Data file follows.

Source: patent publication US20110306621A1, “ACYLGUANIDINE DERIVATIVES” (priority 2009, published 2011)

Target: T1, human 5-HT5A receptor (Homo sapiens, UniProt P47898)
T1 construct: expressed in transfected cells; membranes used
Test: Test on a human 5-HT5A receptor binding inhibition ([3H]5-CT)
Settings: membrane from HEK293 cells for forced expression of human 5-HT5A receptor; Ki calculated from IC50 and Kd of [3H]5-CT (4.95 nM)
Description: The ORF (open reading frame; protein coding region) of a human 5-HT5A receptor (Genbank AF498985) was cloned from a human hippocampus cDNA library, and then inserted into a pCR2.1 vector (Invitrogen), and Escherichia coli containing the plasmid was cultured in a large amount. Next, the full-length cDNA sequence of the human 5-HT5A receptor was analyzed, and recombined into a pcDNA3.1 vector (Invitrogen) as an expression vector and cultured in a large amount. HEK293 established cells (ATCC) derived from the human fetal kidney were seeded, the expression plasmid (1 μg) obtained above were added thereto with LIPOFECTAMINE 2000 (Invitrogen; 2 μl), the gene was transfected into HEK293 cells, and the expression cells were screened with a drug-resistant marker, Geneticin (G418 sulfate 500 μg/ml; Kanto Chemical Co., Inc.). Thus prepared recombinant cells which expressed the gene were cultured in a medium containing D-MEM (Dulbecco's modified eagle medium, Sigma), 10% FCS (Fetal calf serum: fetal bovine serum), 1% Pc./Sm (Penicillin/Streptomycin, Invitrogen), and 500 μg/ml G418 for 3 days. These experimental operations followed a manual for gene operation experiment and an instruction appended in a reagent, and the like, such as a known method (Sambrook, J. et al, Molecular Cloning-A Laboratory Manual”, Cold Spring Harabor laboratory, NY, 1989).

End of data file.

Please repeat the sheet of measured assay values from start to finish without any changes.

Source: patent publication US20110306621A1, “ACYLGUANIDINE DERIVATIVES” (priority 2009, published 2011)

Target: T1, human 5-HT5A receptor (Homo sapiens, UniProt P47898)
T1 construct: expressed in transfected cells; membranes used
Test: Test on a human 5-HT5A receptor binding inhibition ([3H]5-CT)
Settings: membrane from HEK293 cells for forced expression of human 5-HT5A receptor; Ki calculated from IC50 and Kd of [3H]5-CT (4.95 nM)
Description: The ORF (open reading frame; protein coding region) of a human 5-HT5A receptor (Genbank AF498985) was cloned from a human hippocampus cDNA library, and then inserted into a pCR2.1 vector (Invitrogen), and Escherichia coli containing the plasmid was cultured in a large amount. Next, the full-length cDNA sequence of the human 5-HT5A receptor was analyzed, and recombined into a pcDNA3.1 vector (Invitrogen) as an expression vector and cultured in a large amount. HEK293 established cells (ATCC) derived from the human fetal kidney were seeded, the expression plasmid (1 μg) obtained above were added thereto with LIPOFECTAMINE 2000 (Invitrogen; 2 μl), the gene was transfected into HEK293 cells, and the expression cells were screened with a drug-resistant marker, Geneticin (G418 sulfate 500 μg/ml; Kanto Chemical Co., Inc.). Thus prepared recombinant cells which expressed the gene were cultured in a medium containing D-MEM (Dulbecco's modified eagle medium, Sigma), 10% FCS (Fetal calf serum: fetal bovine serum), 1% Pc./Sm (Penicillin/Streptomycin, Invitrogen), and 500 μg/ml G418 for 3 days. These experimental operations followed a manual for gene operation experiment and an instruction appended in a reagent, and the like, such as a known method (Sambrook, J. et al, Molecular Cloning-A Laboratory Manual”, Cold Spring Harabor laboratory, NY, 1989).